Researchers at the London School of Economics have found that rent sharing among 300 London-based companies, including G4S and Tesco, has decreased significantly since 1983, which has led to an increased wage gaps between employees at the bottom and top percentiles of the salary rates for each company.
Rent sharing refers to the relative rises in employee pay at the bottom and top of a company compared to the companies net increases in profits.
The study has also highlighted that companies that saw higher increases in profits, due to a larger monopolisation of their respective markets, actually saw lower rent-sharing and higher income inequalities as profits rose.
in the 1980s, companies that experienced higher profits would on average pay their employees 50% higher wages directly due to rent-sharing, when compared to companies that didn’t experience an increased profit. However, at present day, this difference is now aw low as 10% on average, which means that many companies are less likely to share increased profits with workers on the lower end of the business hierarchy.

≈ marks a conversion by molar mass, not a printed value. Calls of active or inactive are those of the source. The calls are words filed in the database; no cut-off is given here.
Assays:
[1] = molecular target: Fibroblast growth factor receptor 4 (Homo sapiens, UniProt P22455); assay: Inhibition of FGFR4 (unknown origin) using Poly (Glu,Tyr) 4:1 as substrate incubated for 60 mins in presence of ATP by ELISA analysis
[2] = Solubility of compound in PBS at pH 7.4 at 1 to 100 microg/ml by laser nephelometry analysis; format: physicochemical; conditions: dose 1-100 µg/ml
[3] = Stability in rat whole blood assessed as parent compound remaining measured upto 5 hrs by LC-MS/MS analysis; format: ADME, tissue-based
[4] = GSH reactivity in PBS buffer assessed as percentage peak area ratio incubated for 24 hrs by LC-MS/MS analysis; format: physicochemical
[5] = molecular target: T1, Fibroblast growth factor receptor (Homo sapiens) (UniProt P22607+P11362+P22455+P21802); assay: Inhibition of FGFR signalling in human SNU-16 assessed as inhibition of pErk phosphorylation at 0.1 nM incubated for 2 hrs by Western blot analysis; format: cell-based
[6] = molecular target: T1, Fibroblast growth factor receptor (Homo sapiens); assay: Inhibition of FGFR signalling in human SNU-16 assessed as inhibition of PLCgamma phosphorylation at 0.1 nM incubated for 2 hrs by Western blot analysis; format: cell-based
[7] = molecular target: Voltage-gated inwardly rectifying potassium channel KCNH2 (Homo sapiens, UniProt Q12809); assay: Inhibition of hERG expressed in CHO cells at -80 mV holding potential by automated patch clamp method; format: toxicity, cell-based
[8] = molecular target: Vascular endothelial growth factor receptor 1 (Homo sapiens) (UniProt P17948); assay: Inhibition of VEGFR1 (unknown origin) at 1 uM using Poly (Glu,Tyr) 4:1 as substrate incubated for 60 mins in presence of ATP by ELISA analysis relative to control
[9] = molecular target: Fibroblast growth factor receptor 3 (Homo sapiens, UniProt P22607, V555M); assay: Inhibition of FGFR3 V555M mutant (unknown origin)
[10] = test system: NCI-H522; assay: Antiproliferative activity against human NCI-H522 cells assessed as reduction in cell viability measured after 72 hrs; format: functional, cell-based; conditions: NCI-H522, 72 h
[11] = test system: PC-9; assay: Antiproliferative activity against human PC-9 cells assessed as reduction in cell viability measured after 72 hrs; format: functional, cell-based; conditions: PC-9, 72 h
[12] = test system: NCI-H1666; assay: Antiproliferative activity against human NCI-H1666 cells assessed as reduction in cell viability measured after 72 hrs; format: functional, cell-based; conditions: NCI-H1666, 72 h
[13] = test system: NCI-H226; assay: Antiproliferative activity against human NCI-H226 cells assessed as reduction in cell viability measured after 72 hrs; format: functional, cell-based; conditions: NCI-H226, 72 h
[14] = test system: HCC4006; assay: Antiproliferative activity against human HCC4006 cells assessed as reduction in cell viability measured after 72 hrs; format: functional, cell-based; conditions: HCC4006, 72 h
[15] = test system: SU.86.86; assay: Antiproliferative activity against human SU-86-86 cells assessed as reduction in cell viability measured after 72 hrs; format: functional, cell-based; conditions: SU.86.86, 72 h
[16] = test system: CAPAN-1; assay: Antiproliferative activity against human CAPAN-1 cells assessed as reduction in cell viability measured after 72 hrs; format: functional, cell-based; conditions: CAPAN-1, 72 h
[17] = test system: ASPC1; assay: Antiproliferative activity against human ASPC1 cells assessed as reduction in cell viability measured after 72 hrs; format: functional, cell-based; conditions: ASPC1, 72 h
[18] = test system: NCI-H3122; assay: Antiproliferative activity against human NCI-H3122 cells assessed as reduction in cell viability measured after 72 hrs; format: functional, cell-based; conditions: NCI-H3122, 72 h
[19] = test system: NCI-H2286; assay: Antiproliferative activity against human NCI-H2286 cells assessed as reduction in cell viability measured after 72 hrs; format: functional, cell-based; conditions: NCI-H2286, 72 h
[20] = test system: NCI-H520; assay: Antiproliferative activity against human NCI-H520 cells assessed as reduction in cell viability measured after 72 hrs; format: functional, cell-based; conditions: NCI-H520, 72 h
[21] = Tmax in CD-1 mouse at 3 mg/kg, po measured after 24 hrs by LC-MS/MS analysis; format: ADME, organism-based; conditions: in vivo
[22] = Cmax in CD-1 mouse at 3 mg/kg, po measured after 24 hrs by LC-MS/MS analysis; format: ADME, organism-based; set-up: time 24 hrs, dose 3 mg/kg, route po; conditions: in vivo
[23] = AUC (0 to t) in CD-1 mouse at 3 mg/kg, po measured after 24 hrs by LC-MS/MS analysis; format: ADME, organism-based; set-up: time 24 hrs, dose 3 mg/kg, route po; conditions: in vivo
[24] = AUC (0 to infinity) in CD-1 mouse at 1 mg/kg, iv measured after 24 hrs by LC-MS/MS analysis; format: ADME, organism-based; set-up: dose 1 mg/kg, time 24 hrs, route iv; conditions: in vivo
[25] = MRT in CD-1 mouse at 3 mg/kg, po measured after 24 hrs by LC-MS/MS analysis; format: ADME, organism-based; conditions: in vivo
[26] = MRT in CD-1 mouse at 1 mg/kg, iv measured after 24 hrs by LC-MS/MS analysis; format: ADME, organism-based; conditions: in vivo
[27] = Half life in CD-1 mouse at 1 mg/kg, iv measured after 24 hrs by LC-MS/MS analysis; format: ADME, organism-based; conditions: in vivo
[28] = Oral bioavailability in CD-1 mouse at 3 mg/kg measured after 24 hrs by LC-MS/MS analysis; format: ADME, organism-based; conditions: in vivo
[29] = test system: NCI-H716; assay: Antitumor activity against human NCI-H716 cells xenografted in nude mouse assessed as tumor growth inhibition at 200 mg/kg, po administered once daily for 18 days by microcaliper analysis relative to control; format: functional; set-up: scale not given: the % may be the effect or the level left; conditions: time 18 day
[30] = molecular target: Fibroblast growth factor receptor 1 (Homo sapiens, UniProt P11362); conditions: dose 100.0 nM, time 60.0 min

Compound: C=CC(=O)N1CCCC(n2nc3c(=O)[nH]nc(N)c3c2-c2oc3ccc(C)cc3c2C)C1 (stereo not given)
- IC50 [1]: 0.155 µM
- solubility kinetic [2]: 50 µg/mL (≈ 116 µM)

While the extent of inequalities driving the most profitable businesses in Britain appears shocking, it may not come as much of a surprise for many, as income inequality is a national scandal that the political turmoil of Brexit has helped to shroud over recent months. A recent survey of European countries found that the UK had the second highest poverty rates of country in Europe, beaten only by Romania.
The lastest World Inequality Report for 2018 also showed that in almost all regions of the world, the top 1% of earners globally have taken twice as much of the global growth for themselves as have the poorest 50%